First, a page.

Grace Jones's dressing-room necessities
Plus: Advice on figuring out what your "thing" is
Grace Jones (b. 1948)
The Jamaican–born singer, songwriter, and style icon turns 72 tomorrow, and her birthday seems like a good excuse to take a look at her contract rider, which lays out the precise conditions necessary for hosting the performer and her entourage (and which was printed as an appendix to her 2015 book I’ll Never Write My Memoirs). Here, for example, is the list of essential items to be placed in Jones’s dressing room:
GRACE’S dressing rooms shall be equipped with:
Dressing Room 1:
6 Bottles of Louis Roederer Cristal Champagne
3 Bottles of French Vintage red wine (e.g. St. Emilion, Medoc, Bordeaux)
3 Bottles of French Vintage white wine (e.g. Sancerre, Pouilly Fuisse)
2 Dozen Findeclare or Colchester Oysters on ice (unopened)—(Grace does her own shucking.)
2 Sashimi and Sushi platters for 8 people
6 fresh lemons
1 Bottle of Tabasco sauce
1 Fresh fruit platter for 8 people
6 Bottles of Coca Cola
12 Bottles of still and sparkling water
12 Bottles of fresh fruit juices
Wine glasses, champagne flutes, tumblers (all glass, no plastic)
Cutlery and sharp knife
1 Oyster knife
1 Make up mirror (no neon strip lighting, only opaque white bulbs)
Fresh towels, clothes hangers, clothes rail
3–4 Bunches of flowers—prefer lilys and orchids
Sofa and arm chairs
The above list is just for Jones’s personal dressing room; there are additional (shorter) lists of essentials for the separate wardrobe room that must be next door, as well as for a second dressing room and a production office for her staff. In addition, the rider includes extensive instructions for Jones’s flight and hotel booking, though these are not as diva-esque as you might expect. Obviously she flies first class. For the hotel, Jones requires a presidential suite with two “large separate” bedrooms, two bathrooms, 24-hour room service, and “full spa facilities,” including a steam room—a very nice setup, yes, but could you really imagine her spending the night in anything less generous?
The cover of Grace Jones’s 1985 album Island Life, demonstrating a basic full-body stretch for everyone to try while working from home
Early last Monday morning I received a pair of emails from very different parts of the world describing very similar creative dilemmas. For this latest installment of my occasional advice column I thought I would attempt to tackle them together:
I’ve been struggling for a very long time to focus on a singular creative pursuit. I find myself drawn to and inspired by so many different things—but none of them feel like the be-all and end-all. So many of the artists you talk about in both Daily Rituals and your newsletter seem to be driven to do their “thing,” whatever it may be, above all else. Sure, some of them struggle with discipline, but none of them seem to question what they’re supposed to be doing. Even those who describe the process of creating as “a nightmare” find the will to do it anyway—because they feel they need to.
I guess if I had to sum all of this up into a question, it would be this: Does your life’s passion, your “thing,” make itself known to you in some obvious, romantic way? Or do you just choose something you like and commit to it wholeheartedly? How are you supposed to know what your be-all and end-all is? —Madison in Birmingham, Alabama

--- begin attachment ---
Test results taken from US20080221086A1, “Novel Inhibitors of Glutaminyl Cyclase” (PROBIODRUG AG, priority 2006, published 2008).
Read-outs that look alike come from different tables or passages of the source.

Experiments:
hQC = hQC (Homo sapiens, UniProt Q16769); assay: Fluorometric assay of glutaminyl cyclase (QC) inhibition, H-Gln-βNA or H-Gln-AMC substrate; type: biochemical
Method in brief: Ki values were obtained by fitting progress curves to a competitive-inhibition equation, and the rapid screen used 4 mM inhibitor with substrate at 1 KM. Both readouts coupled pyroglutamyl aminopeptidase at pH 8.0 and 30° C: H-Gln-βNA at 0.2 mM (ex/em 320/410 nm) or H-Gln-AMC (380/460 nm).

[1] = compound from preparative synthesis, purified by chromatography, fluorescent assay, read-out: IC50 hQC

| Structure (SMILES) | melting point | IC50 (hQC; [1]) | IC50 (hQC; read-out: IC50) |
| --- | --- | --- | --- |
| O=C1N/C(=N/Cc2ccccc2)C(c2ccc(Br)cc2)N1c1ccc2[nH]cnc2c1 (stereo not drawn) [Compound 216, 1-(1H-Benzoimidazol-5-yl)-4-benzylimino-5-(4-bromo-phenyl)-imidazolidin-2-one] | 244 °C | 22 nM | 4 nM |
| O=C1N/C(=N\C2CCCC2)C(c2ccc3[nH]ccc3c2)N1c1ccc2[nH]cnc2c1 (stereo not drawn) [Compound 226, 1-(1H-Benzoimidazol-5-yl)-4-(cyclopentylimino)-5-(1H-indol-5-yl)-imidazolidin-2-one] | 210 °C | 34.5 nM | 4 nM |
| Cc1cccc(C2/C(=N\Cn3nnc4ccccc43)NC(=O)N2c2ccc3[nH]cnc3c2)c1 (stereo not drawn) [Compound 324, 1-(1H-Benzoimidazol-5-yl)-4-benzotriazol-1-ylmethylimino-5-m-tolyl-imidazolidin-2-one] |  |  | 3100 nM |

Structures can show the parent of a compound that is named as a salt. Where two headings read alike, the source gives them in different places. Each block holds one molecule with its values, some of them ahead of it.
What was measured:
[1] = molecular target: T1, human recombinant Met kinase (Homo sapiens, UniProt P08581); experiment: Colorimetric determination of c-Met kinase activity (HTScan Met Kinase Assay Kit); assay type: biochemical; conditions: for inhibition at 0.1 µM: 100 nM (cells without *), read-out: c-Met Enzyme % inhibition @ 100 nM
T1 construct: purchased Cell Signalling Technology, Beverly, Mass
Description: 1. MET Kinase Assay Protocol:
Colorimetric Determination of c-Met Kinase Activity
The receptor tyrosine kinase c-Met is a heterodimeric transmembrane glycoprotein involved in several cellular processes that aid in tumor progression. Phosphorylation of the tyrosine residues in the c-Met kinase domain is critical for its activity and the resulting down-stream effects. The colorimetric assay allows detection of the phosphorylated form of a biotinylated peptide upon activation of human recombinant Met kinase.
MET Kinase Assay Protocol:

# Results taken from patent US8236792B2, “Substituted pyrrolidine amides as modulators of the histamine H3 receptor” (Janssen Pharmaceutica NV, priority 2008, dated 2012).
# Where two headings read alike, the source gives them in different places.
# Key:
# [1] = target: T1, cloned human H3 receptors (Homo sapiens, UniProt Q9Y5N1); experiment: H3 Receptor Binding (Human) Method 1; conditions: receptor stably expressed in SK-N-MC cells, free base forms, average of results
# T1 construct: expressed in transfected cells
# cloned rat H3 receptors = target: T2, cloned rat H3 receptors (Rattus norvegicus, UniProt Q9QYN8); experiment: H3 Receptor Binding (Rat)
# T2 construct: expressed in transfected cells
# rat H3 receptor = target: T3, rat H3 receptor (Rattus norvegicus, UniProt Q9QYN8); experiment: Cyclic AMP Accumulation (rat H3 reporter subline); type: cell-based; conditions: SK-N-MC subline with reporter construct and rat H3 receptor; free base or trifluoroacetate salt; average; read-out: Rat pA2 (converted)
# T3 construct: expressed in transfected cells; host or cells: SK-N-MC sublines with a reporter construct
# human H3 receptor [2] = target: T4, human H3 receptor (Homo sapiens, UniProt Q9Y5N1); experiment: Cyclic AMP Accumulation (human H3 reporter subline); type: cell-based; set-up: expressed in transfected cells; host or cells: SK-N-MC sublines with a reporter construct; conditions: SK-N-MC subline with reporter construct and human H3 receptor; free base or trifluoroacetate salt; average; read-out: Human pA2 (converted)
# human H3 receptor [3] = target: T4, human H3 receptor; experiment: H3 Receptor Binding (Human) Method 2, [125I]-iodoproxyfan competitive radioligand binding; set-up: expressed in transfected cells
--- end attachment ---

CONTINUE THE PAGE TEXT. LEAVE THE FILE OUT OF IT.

And the second letter:
My dilemma is feeling like I need to do something big, and not knowing what that something is. And whatever it is there isn’t enough time. I know it’s silly. I know none of us know what we’re doing, but it feels like everyone is contributing, writing books, sending out newsletters, making YouTube videos, and starting small online businesses and I’m just flailing around with no idea and no direction.
I have long dreamt of becoming a writer one day, of writing a book. What about? No idea. Still, I keep trying to write. I’ve got digital documents scattered all over with hundreds of thousands of word counts and trains of thought. I’ve got journals with handwritten lessons and quotes and habits tracked and measured. I’ve got books half-read, books earmarked filled to the brim with notes, and books never opened. I hoard words, sentences, observations, definitions and meanings. I categorize them and make plans and collect articles, but I never do anything with them apart from trying to improve just myself. I try sharing it online, but I hate writing online. SEO, bah. So I quit, because all of that drains me after a while and the self-doubt kicks in. I’m not sure if I actually like writing or if it’s something I’m trying to prove. —Pamela in Utrecht, the Netherlands
Dear Madison and Pamela,
First, I want to say how much I empathize with your dilemmas. Wanting to throw yourself into something, some grand, meaningful, generative work, but not knowing what it is or how you should decide (or whether the thing you decided on is actually the right thing)—that’s a super frustrating spot to find yourself in.
Madison, you said that some people seem to just know what their passion is—and I think there’s some truth to that. A lot of famous artists did know that they wanted to paint or write or make music or whatever from a pretty young age. But not all of them did, and not figuring it out until later is more common than you might suspect.
To take just one example: A few weeks ago, I sent out a newsletter about the sculptor Anne Truitt and the “ultimate” working conditions she savored at a celebrated artists’ colony. What I neglected to describe was Truitt’s path to becoming a sculptor. Truitt didn’t go to art school; she studied psychology as an undergraduate and later worked as a psychiatric research assistant and a nurse’s aide. At the same time she began writing poetry and short stories. It wasn’t until her late twenties, after her marriage to a Washington, D. C., journalist, that Truitt switched from writing to sculpture, and then she had to juggle her new practice with being the primary caretaker of three young children. She didn’t truly find herself as an artist until she was 40, when a visit to the Guggenheim Museum in New York brought her face to face with the work of Nassos Daphinis, Ad Reinhardt, and Barnett Newman. Truitt was so excited by their work that she couldn’t sleep that night; returning home, her own work “suddenly erupted into certainty.”